Then came the 1970s. First it was the Feds – new emissions requirements forced on Detroit automakers (and imports) effectively strangled the horsepower output of all engines beginning about 1971. Although not connected to the new emissions requirements, manufacturers agreed to use SAE “net” horsepower ratings rather than “gross.” This measured engine output through the exhaust system rather than at the flywheel. The alleged “high performance” offerings from all domestic makers lost up to 100 hp overnight! Since 1972, only SAE net ratings have been advertised. As the ‘70s continued, foreign policy also had a big effect on the auto market in the United States. There were two successive “oil shocks” – in 1973 following the Yom Kippur War, and again in 1980, following the Iranian revolution. American dependence on Mideast oil became painful to all – but, none more than the high- performance enthusiast. The third blow to the speed culture was the insurance industry. In the mid-seventies, they collaborated in raising rates for what they deemed “high performance” cars. These situations made it uneconomic (in the case of emissions, illegal) to do anything meaningful about boosting performance of your daily driver, and Detroit followed suit. Muscle cars died a slow and agonizing death. The “GTO” badge, for example, became trim only, divorced from engine choice, and disappeared completely by 1975.
Unforeseen at the time, however, the whole world of performance – yes, horsepower — would rise again from the ashes, like a phoenix. Starting in the nineties, and continuing today, new technologies built around digital EEPROM Engine Control Units (ECUs), fuel injection, turbochargers or superchargers, cheaper gas, and much safer cars (thanks to those Feds!) have all contributed to a renaissance. And, not least, a new class of young drivers, including recent immigrants, who embody some of the same socio-economic characteristics as those depression-era California dry lakes racers. They may be idle, without much formal education, but gifted with a spirit of competition and a cult of ingenuity. They’re more likely to choose small imports nowadays, rather than “Detroit iron,” but the impetus seems to be the same.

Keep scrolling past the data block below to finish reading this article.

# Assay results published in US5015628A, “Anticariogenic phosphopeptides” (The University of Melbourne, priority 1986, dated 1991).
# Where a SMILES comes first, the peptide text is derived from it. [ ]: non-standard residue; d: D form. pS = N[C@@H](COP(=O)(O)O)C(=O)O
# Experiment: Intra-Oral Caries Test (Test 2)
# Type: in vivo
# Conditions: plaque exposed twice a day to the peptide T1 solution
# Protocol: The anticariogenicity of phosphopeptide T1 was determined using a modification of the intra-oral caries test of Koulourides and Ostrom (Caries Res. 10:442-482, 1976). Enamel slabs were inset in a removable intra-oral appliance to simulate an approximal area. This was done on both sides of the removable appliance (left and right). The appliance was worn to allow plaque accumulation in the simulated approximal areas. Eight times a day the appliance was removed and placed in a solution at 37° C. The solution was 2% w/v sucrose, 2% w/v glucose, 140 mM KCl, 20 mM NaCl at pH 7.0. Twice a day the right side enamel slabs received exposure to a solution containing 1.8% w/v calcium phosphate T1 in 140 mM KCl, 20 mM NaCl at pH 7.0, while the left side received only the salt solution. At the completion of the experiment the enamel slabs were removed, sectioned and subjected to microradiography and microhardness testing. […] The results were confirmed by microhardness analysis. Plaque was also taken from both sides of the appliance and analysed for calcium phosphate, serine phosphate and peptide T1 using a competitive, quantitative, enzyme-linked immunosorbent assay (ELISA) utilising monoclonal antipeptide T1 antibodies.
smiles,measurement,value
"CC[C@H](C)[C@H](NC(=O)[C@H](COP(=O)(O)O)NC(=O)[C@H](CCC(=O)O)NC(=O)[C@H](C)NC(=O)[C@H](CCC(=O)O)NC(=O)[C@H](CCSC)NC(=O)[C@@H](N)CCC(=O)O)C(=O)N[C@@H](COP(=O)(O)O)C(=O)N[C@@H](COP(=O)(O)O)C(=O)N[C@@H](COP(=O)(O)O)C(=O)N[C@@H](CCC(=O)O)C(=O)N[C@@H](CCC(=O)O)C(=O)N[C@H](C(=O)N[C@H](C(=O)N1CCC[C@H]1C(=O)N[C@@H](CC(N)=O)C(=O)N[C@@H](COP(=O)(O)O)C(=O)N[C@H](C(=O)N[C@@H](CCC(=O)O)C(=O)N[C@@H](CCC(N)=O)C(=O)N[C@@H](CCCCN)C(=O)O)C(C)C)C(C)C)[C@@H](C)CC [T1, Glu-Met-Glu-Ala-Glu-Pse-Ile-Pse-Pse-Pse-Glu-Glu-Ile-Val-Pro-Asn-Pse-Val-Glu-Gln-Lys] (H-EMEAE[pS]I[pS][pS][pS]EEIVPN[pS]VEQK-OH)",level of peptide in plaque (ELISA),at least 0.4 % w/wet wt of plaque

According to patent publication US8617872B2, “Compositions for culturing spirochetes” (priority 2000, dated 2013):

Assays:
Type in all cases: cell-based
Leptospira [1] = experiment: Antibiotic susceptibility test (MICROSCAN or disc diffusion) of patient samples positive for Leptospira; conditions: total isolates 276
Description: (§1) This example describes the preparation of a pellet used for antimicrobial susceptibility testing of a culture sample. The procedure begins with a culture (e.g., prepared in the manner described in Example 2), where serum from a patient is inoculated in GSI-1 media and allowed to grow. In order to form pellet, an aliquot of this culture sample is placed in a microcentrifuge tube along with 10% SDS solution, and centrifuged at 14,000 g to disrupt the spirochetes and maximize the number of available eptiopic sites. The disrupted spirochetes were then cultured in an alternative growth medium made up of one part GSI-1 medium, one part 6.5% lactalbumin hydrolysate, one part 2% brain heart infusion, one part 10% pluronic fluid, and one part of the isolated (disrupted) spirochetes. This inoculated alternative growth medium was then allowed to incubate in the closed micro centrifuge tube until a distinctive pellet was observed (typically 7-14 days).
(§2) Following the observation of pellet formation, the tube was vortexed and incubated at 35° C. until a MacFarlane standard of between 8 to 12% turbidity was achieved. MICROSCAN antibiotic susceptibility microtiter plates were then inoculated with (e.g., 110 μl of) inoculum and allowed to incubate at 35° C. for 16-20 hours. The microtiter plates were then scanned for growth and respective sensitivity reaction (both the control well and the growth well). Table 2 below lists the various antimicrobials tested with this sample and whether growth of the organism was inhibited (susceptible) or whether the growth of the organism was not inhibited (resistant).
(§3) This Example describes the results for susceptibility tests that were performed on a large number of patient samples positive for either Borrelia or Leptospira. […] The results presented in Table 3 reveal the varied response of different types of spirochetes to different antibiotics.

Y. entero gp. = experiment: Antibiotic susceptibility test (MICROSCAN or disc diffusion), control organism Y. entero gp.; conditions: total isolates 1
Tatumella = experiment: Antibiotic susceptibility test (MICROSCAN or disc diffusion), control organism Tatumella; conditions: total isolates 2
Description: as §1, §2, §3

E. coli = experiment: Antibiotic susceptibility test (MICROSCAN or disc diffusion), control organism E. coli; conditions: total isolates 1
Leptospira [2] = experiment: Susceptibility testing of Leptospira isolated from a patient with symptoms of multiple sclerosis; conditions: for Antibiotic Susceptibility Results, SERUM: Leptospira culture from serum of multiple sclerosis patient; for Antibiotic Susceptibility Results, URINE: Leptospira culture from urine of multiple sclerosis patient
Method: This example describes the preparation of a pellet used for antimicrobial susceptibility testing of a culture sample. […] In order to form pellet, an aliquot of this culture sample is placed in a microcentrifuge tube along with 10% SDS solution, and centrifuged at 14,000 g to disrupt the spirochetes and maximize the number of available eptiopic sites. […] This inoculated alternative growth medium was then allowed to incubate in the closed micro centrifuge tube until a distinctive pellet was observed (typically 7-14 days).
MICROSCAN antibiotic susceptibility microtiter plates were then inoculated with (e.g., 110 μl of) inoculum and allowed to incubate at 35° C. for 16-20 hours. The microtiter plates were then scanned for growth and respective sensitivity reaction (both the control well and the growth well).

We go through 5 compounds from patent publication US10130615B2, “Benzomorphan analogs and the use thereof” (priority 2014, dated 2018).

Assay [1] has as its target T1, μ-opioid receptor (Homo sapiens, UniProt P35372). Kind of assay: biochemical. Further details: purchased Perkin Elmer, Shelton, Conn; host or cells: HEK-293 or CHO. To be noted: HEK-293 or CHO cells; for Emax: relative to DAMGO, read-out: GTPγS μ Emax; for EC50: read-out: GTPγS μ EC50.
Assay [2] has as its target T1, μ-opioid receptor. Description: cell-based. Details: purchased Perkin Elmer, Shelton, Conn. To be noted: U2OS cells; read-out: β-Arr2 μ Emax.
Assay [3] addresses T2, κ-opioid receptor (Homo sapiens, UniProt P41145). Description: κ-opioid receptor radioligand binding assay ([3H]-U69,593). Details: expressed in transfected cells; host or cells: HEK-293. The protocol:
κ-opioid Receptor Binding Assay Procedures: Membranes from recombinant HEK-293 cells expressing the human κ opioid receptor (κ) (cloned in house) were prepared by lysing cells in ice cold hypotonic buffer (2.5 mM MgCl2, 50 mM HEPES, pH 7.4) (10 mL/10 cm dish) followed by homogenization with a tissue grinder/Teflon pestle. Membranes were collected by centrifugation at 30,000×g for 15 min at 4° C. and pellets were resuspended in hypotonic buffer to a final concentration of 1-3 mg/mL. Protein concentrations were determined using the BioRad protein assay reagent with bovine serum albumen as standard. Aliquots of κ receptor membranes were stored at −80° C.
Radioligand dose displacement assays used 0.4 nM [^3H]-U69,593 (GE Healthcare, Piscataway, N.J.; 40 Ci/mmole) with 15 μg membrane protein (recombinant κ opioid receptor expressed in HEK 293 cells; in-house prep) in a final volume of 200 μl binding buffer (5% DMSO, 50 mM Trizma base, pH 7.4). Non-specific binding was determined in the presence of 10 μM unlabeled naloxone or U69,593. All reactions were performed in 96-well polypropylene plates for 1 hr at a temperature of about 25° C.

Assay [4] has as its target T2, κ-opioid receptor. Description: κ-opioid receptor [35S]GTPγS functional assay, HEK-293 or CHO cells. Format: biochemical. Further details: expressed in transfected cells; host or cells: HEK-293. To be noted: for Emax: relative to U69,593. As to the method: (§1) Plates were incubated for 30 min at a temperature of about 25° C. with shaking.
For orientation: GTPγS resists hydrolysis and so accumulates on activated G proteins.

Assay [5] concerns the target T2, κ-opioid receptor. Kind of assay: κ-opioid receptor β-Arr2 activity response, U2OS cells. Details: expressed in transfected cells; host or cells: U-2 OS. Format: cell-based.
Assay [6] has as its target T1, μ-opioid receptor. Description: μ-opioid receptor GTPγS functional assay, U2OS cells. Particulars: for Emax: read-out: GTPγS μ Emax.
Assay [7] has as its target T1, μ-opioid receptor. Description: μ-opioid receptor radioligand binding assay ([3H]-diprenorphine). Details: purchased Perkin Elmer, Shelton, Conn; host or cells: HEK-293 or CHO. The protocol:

What is that impetus? Cars are both economic necessity and ego extension (Freudians might call them phallic symbols). They express desire for social status, despite lack of financial resources. Also, that natural thrill of competition, and creativity through mechanical ingenuity, all contribute to the “speed culture.”

Drag racing has become international. In Australia, it’s almost on equal footing with the U.S. Sweden, Finland, and the U.K. also have active groups with organizing associations. There is a vigorous after-market in bolt-on turbochargers and superchargers, and compatible replacement ECUs with programming kits. 
Not to miss an opportunity, Detroit has once again jumped into the fray. What’s with the 2018 Dodge Challenger SRT Demon? The newly introduced factory drag machine from FCA (Fiat Chrysler Automobiles) loads a race built 6.2-liter Chrysler hemi V8, with supercharger, rated at 840 hp (SAE net)! Far removed from the 300 or so horsepower (SAE gross) of the 1950s super stocks. The car is “street legal,” which means that it can legally be driven to and from the dragstrip — much like those early dry lakes hot rods. But, its real purpose is to win drag races. It is clearly optimized for ¼ mile acceleration. As such, it is touted as the fastest production car ever manufactured by a volume auto-maker. Under ten seconds for that quarter-mile run, accelerates 0-60 mph in 2.3 seconds, exerting a force on driver of 1.8g. Something like NASA!
And, you can buy it for a mere $86,000 right off the floor of your local Dodge dealer (still ~$6000 less than a standard 370 hp Porsche 911). FCA plans to make 3000 of them. Why? Because it thinks it can sell that many!